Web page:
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'Somersault' Director Shortland Returns with Toronto-Bound WWII Coming-of-Age Drama 'Lore' [Trailer]

Thompson on Hollywood By Sophia Savage | Thompson on Hollywood July 26, 2012 at 2:22PM

'Somersault' Director Shortland Returns with Toronto-Bound WWII Coming-of-Age Drama 'Lore' [Trailer]

Australian director Cate Shortland's follow up to her deliriously good debut, "Somersault" (2004; trailer below), has been a long time coming. "Lore," which premiered at the Sydney Film Festival in June, is now heading to Toronto. "Somersault" launched the careers of Abbie Cornish ("Bright Star," "Limitless") and Sam Worthington ("Avatar," "Terminator Salvation"), and German-language WWII coming-of-age drama "Lore" is poised to do the same for newcomer Saskia Rosendahl.

You can watch the trailer below. Cinematographer Adam Arkapaw's work (which also includes Australia's "The Snowtown Murders," "Animal Kingdom" and "The Hunter") makes "Lore" look like a hybrid of Terrence Malick's "The Tree of Life" and Andrea Arnold's "Wuthering Heights," with its sensual and naturalistic fascination. Music Box Films will release the film stateside.

Lore poster


After her Nazi parents are imprisoned, Lore leads her younger siblings across a war-torn Germany in 1945. Amidst the chaos, she encounters mysterious Jewish refugee Thomas, who shatters her fragile reality with hatred and desire. To live, she must trust someone she was taught to hate and face the darkness within herself. Starring Saskia Rosendahl and Kai Malina.

From THR's review:

"German-language Lore, unspooling a lyrical, deeply affecting study into a rarely seen legacy of the Holocaust,..In Somersault, Shortland’s dreamy stylings created a modest film that lingered. Lore shares that film’s ethereal palette and an arty fixation on the minutiae of nature, but the moral landmines are weightier. Told through the eyes of a teenage girl, this superbly shot German-British-Australian co-production rather controversially offers up as victims, not those subjected to barbarous anti-Semitic crimes, but the bewildered German civilians struggling in the wake of WWII to comprehend what just happened,..a preternaturally mature performance by newcomer Saskia Rosendahl,..Shot entirely in Europe,..this measured, subtly complex film keeps a respectful distance from well-documented WWII atrocities to allow for an ambiguous reading of evil."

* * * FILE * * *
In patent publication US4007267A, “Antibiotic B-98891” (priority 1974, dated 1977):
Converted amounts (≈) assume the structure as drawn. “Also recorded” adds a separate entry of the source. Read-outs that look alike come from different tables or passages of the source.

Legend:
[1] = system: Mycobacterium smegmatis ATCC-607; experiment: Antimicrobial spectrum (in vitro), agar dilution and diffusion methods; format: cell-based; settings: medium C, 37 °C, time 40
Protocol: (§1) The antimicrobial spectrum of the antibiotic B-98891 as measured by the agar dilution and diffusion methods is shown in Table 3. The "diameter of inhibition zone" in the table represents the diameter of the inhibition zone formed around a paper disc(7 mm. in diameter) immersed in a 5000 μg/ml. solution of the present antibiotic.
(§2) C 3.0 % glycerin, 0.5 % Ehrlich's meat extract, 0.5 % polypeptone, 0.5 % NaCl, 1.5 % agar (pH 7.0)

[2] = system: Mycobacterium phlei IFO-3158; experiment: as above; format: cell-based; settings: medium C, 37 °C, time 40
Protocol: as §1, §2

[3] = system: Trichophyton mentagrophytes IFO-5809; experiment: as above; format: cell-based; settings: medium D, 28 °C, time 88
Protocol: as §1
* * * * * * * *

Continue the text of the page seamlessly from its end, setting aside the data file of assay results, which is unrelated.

This article is related to: Festivals, Festivals

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Born and raised in Manhattan, Anne Thompson grew up going to the Thalia and The New Yorker and wound up at grad Cinema Studies at NYU. She worked at United Artists and Film Comment before heading west as that magazine's west coast editor. She wrote for the LA Weekly, Sight and Sound, Empire, The New York Times and Entertainment Weekly before serving as West Coast Editor of Premiere. She wrote for The Washington Post, The London Observer, Wired, More, and Vanity Fair, and did staff stints at The Hollywood Reporter and Variety. She eventually took her blog Thompson on Hollywood to Indiewire. She taught film criticism at USC Critical Studies, and continues to host the fall semester of “Sneak Previews” for UCLA Extension.